While cropland prices have received considerable attention in the popular press, pasture land prices have also increased significantly in recent years. The predominant forages on pasture land differ across the United States but regardless of the forage type, pasture land is primarily used for beef production. The factors contributing to agricultural returns to pasture are very different than for cropland and not just because cowboys are different than farmers. As in the old TV show “Green Acres”, many urban dwellers have an affinity for country living. Pasture is also valued for recreational uses such as hunting.

The 2007 National Resources Inventory (NRI) reports 409 million acres of rangeland and 119 million acres of improved pastureland for the contiguous 48 states, which is 21 percent and 6 percent, respectively, of the 1.9 billion acres of land and water. In comparison, cropland accounts for 18 percent of the total with 2 percent in the Conservation Reserve Program. Rangeland is covered primarily by native grasses and plants while improved pastureland has introduced plants. The distribution of these two types of pasture is different from east to west in the United States. With the exception of Oklahoma and Florida, the land in pasture is more than 80 percent rangeland in states in the western half of the United States and 80 percent or more improved pastureland in the eastern half. Oklahoma’s pasture is 63 percent rangeland and Florida’s pasture is 58 percent improved pasture.

Like cropland, pasture land values which includes both improved pasture and rangeland have risen dramatically in recent years (Figure 1). While the average value has leveled off, U.S. pasture values have approximately doubled in the last ten years. Though USDA Agricultural Resource Management Survey data showed farm operator household farm income for beef cattle operations declined from 2005 through 2009, land values continued to go up. Over the last ten years, pasture rental rates have increased much less and when beef profitability slowed, rental rates adjusted more quickly (Figure 2).

As shown in Figure 3, pasture rent-to-value ratios have been mostly decreasing since 1998 with a larger decrease from 2005 to 2007, now stabilized at about 1 percent. U.S. average pasture rent-to-value ratios, historically lower than those of cropland, averaged 1.28 for 2000 to 2010 compared to 3.87 for cropland.

Part of the explanation for pasture land owners’ historical acceptance of relatively low returns is that the livestock enterprises on pasture, particularly beef and horses, often include a lifestyle component for which people are willing to earn less. Pasture suffers less erosion and so it is losing little of its long term value while some cropland is losing value due to erosion and that may partly explain the higher rent-to-value ratios for cropland. But, clearly if the agricultural rental value were the only return from owning pasture, it would be a rather poor investment.

Figure 4 shows the variability across states in average pasture values. A comparison of Figure 4 with a population density map shows similarities in that East Coast states are densely populated and have high pasture land values, with values above the national average for both continuing west to the Missouri river. To the west, California has both high population density and high pasture land values.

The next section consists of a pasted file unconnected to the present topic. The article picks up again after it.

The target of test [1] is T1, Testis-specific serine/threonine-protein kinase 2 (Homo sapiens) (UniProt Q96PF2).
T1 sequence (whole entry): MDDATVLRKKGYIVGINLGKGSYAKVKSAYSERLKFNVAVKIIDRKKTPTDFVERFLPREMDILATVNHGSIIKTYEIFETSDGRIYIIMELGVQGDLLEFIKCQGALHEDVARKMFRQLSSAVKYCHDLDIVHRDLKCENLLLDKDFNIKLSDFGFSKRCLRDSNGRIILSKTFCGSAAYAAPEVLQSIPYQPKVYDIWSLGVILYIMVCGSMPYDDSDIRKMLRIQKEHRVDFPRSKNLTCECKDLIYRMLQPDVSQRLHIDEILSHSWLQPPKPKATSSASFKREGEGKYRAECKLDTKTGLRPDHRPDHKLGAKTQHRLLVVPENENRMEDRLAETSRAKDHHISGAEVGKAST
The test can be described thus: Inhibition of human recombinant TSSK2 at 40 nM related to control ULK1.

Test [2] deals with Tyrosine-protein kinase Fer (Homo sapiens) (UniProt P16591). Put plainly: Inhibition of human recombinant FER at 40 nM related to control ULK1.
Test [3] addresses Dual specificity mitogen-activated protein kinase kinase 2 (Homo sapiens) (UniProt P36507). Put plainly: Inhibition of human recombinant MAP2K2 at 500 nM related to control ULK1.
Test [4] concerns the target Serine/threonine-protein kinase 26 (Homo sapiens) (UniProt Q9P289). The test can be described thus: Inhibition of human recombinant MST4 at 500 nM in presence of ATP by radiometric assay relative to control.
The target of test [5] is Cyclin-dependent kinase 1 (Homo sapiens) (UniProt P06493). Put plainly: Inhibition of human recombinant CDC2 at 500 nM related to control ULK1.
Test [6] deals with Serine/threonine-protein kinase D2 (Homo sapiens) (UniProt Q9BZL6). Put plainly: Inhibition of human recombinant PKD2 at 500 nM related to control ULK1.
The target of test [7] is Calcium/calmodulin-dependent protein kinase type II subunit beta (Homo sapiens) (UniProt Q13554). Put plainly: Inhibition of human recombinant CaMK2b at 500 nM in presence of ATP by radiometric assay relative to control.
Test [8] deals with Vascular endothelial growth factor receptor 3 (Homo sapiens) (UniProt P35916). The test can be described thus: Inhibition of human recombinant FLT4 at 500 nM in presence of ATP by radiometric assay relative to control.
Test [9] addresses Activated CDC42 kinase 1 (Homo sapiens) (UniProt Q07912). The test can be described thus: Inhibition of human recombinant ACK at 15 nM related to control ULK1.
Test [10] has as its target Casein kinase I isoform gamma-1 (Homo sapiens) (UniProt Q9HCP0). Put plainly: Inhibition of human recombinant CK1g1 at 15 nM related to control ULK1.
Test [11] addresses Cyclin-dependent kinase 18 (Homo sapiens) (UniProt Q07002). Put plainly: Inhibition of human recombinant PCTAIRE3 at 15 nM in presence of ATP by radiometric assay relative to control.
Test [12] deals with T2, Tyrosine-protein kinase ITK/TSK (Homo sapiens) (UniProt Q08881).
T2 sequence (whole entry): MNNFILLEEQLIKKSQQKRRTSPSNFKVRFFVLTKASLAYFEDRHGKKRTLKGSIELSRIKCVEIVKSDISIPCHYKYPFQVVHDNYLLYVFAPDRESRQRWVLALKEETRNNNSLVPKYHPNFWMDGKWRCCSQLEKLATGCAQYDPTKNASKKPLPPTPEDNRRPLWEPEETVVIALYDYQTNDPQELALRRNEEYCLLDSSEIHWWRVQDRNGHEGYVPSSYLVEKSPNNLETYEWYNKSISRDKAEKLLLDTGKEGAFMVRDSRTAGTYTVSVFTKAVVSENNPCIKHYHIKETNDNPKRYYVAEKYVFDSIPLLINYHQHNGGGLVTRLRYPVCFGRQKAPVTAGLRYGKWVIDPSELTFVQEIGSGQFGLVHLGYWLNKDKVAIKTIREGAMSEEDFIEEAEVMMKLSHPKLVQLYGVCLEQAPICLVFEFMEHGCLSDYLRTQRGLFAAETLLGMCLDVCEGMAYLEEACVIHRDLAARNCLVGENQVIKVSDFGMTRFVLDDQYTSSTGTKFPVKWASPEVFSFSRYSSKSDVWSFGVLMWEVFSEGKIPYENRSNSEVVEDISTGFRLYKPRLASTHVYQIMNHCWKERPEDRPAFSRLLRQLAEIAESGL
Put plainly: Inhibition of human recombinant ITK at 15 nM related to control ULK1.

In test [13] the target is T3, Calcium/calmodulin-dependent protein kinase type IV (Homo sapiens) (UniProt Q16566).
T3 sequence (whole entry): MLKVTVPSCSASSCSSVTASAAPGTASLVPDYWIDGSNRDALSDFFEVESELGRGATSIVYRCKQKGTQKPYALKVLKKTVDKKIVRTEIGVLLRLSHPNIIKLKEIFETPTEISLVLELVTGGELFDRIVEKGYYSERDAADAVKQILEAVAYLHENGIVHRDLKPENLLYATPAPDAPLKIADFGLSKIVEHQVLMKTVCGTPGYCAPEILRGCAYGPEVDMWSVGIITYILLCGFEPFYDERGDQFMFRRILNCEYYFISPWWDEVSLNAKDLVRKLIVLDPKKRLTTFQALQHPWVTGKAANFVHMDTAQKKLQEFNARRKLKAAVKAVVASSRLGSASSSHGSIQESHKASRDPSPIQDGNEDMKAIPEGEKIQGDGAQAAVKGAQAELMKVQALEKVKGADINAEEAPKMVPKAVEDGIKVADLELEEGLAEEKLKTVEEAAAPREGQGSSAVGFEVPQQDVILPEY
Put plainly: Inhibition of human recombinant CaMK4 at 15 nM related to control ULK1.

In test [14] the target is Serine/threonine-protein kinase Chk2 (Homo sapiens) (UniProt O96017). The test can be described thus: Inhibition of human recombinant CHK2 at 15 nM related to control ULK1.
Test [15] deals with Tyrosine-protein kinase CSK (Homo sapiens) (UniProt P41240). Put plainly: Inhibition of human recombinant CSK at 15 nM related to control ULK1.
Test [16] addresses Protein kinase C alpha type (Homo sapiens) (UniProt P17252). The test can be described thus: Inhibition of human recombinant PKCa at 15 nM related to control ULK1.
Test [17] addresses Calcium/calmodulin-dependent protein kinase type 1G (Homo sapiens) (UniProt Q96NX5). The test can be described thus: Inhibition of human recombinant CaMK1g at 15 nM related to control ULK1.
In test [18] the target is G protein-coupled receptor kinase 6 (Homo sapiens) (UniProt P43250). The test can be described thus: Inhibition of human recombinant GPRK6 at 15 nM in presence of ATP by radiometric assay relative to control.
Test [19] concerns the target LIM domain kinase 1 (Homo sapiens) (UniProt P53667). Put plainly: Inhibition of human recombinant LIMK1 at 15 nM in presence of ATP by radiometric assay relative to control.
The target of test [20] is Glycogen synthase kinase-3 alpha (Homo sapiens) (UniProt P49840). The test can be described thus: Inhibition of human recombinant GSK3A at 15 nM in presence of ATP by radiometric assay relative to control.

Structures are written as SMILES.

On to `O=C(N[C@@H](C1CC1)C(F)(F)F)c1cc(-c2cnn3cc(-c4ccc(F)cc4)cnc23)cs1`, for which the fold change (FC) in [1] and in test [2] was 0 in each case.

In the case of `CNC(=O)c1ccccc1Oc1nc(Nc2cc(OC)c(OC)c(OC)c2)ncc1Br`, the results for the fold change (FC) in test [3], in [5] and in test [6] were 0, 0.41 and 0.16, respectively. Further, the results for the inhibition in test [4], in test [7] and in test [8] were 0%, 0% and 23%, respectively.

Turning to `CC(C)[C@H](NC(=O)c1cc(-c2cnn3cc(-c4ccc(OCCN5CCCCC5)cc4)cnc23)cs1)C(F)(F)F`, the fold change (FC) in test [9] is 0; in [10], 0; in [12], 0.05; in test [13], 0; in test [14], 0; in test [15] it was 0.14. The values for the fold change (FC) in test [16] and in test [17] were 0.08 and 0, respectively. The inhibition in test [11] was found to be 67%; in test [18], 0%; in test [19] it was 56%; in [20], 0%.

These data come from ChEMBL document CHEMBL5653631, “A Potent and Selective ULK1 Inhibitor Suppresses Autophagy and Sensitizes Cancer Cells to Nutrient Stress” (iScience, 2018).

Since 2005, pasture land values and rents in the central United States have grown faster than the national average (Figure 5). Factors contributing to the increase include factors that have impacted cropland values, but also others. With the exception of Texas, pasture rent-to-value ratios in the plains states have been above the national average.

In contrast to corn and soybean states, Oklahoma sales transaction data show pasture land average values exceed those of cropland (agecon.okstate.edu/oklandvalues). NRI data show that since 1987 Oklahoma cropland acreage has been decreasing while pasture land has been increasing, suggesting a conversion in use over time. While cropland has historically been worth more than pasture, pasture land began commanding a premium in eastern Oklahoma in the early 1990s. In western Oklahoma where agricultural land is predominantly cropland, cropland still commands a premium, but the gap is narrowing over time.

USDA survey data show that 2010 average pasture land values exceed average nonirrigated cropland values in many southeastern states—Arkansas, Louisiana, Mississippi, Georgia, North and South Carolina, Tennessee—and in New Jersey. In all of these states, the percentage of farms with sales less than $50,000 is above the national average. Other factors contributing to the phenomena are likely varied. In each of the southeastern states, 2007 Census data indicates production of more than 36,000,000 broilers and having land available for application of poultry litter is important. Census data also indicates the number of horse farms exceeds the national average in Arkansas, Georgia, North Carolina, and Tennessee as well as Oklahoma.